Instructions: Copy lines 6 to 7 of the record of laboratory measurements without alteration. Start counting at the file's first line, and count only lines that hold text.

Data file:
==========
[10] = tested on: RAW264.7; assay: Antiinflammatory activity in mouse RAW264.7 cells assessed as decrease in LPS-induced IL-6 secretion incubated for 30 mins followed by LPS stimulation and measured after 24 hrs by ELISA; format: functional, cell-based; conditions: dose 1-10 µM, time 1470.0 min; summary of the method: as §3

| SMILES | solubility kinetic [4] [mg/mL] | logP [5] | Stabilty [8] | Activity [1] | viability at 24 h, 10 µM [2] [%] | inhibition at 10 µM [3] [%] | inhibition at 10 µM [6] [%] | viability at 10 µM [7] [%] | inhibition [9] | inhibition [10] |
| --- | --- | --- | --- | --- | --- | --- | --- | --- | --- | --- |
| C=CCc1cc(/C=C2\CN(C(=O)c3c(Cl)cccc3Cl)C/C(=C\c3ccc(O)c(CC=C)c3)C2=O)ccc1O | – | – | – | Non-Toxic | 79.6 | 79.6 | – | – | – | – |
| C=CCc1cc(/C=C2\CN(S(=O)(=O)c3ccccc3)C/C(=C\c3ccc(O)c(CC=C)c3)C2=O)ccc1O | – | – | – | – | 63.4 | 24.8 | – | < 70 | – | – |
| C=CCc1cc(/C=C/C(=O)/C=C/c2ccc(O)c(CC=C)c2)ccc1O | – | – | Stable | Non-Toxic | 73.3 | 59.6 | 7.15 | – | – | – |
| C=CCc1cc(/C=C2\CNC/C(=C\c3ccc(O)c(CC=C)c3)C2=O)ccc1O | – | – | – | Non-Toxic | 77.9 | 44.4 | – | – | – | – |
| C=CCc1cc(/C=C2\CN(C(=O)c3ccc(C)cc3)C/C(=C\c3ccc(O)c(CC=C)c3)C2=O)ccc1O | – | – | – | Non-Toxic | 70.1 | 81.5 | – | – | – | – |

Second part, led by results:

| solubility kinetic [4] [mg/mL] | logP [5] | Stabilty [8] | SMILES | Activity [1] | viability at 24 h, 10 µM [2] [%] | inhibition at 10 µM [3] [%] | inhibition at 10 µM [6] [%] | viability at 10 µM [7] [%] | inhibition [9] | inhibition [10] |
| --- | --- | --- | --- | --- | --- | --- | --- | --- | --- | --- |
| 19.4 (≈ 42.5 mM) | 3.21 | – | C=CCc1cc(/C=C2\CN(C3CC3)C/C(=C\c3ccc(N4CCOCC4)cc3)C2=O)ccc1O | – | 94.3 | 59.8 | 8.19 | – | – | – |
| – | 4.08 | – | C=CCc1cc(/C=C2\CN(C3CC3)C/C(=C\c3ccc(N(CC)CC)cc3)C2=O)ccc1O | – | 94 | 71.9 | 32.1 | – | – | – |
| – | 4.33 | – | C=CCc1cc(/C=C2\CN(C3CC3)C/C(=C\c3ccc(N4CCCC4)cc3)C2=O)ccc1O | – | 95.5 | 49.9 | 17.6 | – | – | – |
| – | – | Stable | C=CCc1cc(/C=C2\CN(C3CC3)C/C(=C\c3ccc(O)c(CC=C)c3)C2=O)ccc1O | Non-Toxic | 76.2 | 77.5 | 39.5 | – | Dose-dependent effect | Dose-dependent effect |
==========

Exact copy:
| C=CCc1cc(/C=C/C(=O)/C=C/c2ccc(O)c(CC=C)c2)ccc1O | – | – | Stable | Non-Toxic | 73.3 | 59.6 | 7.15 | – | – | – |
| C=CCc1cc(/C=C2\CNC/C(=C\c3ccc(O)c(CC=C)c3)C2=O)ccc1O | – | – | – | Non-Toxic | 77.9 | 44.4 | – | – | – | – |